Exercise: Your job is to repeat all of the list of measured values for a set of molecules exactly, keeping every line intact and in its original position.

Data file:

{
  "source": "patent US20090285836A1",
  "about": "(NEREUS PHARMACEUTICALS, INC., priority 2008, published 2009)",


{
  "source": "patent US20090285836A1",
  "about": "(NEREUS PHARMACEUTICALS, INC., priority 2008, published 2009)",